Yfm1, a multicopy marker specific for the Y chromosome and beneficial for forensic, population, genetic, and spermatogenesis-related studies

Abstract.

A recently developed microsatellite marker on the Y chromosome, Yfm1, which was originally cloned from a cosmid clone mapped near the DAZ (Deleted in AZoospermia) genes, was used to classify Y chromosomes using an automatic sequencer. Yfm1 could detect multicopies on Y chromosomes in a single polymerase chain reaction, showing four main classes, A, A*, B, and C, according to the number of copies and peak patterns. Compound haplotype analysis of the Y chromosome using the Yfm1 marker with three other biallelic markers on the Y chromosome, SRY, DXYS5Y, and YAP, resulted in nine different haplotypes among different populations, including Japanese. Haplotype II (defined by YAP insertion) observed in the Japanese population was consistently associated with Yfm1 class A or A*, which showed the lowest number of copies of Yfm1. Haplotypes III and IV were consistently associated with Yfm1 class B. On the other hand, haplotype I showed a variety of Yfm1 patterns that were dubbed class C when not appropriately classified as A, A*, or B. These relationships among Yfm1 microsatellite and Y-specific biallelic markers could supply useful population genetic information. Moreover, because we have already shown that men with haplotype II have significantly lower spermatogenic ability than those with other haplotypes, Yfm1 class A or A* with the least number of copies may be related to the haplotype II-specific structure of the Y chromosome, such as deletion of DAZ or DAZ repeats, reflecting the lower spermatogenic abilities of Japanese haplotype II men. Thus, Yfm1 represents a very useful marker for analysis of genetic structure in different populations and studies on Y chromosome lineage-specific genotype–phenotype correlations.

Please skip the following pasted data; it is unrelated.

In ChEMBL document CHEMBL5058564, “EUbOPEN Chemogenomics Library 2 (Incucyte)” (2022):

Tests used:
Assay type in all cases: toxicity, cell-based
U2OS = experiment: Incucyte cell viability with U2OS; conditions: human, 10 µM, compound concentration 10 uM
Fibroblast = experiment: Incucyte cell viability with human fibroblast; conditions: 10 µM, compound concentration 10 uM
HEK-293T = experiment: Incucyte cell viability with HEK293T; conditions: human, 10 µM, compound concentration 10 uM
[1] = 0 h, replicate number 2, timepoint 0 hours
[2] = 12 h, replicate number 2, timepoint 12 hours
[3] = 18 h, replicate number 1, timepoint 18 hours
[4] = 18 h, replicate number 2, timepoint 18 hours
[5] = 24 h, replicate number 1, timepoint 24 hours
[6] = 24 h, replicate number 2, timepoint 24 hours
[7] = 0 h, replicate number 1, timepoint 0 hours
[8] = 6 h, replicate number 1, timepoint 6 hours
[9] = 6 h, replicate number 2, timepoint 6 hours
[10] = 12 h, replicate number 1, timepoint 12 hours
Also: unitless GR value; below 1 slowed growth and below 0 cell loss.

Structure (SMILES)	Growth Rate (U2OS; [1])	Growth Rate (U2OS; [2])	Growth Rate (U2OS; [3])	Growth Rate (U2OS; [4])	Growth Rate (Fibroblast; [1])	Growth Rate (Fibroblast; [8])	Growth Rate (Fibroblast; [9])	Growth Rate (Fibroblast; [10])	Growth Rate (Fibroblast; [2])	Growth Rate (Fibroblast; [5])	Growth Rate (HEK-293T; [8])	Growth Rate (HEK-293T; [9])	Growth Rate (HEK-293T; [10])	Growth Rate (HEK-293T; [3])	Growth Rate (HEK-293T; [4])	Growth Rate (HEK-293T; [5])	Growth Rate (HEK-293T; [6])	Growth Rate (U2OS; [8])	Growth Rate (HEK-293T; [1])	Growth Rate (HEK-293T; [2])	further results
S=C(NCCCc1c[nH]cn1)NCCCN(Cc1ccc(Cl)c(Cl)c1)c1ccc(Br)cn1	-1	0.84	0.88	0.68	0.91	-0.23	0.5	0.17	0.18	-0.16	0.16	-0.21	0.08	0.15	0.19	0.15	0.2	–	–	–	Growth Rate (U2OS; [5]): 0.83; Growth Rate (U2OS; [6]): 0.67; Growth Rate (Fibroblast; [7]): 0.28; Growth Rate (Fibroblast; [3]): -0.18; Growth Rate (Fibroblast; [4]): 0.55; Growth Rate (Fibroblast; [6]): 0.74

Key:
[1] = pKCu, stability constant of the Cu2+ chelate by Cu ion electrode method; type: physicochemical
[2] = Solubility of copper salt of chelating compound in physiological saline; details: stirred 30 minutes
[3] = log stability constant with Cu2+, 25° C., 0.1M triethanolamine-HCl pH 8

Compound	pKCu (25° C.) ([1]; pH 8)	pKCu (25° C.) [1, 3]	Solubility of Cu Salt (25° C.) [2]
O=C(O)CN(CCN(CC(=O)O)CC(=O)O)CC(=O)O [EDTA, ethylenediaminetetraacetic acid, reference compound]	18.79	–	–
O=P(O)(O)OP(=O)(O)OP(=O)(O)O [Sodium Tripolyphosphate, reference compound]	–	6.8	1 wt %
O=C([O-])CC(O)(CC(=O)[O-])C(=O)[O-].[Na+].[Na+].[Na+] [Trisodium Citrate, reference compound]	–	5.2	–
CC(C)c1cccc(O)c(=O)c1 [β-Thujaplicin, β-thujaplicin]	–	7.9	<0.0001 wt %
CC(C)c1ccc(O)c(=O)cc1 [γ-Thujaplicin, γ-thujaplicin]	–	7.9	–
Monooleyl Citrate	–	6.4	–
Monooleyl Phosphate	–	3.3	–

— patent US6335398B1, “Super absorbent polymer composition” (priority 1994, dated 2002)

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Received: February 12, 2002 / Accepted: June 17, 2002

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Ewis, A., Lee, J., Kuroki, Y. et al. Yfm1, a multicopy marker specific for the Y chromosome and beneficial for forensic, population, genetic, and spermatogenesis-related studies. J Hum Genet 47, 0523–0528 (2002) doi:10.1007/s100380200078

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  • Key words Haplotypes
  • Yfm1
  • Population
  • Japanese
  • Forensic
  • Spermatogenesis
  • Y chromosome

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